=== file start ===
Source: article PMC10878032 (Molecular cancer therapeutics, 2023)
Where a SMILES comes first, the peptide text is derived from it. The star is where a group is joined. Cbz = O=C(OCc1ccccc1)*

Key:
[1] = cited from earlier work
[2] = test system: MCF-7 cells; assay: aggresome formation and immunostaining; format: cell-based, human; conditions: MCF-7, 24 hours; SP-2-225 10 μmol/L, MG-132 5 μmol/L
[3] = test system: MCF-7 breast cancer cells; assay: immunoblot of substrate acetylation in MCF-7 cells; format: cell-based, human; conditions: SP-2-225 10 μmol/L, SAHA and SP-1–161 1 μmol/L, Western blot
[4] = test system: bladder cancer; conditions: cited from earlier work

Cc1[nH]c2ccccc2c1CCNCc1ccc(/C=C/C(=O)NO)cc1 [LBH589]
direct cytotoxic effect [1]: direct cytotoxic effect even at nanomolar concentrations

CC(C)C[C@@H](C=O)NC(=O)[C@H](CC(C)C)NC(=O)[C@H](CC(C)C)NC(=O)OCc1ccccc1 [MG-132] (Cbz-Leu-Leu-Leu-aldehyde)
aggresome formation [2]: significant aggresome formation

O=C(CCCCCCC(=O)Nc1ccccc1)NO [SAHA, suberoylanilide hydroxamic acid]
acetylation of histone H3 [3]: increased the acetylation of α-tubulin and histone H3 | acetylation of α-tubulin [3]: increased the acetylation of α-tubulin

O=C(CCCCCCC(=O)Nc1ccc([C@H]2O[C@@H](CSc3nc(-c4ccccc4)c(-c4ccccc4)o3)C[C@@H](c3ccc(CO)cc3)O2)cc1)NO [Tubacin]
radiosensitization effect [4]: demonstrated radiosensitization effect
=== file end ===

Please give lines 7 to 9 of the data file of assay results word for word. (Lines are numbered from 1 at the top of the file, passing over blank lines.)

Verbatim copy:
[4] = test system: bladder cancer; conditions: cited from earlier work

Cc1[nH]c2ccccc2c1CCNCc1ccc(/C=C/C(=O)NO)cc1 [LBH589]
direct cytotoxic effect [1]: direct cytotoxic effect even at nanomolar concentrations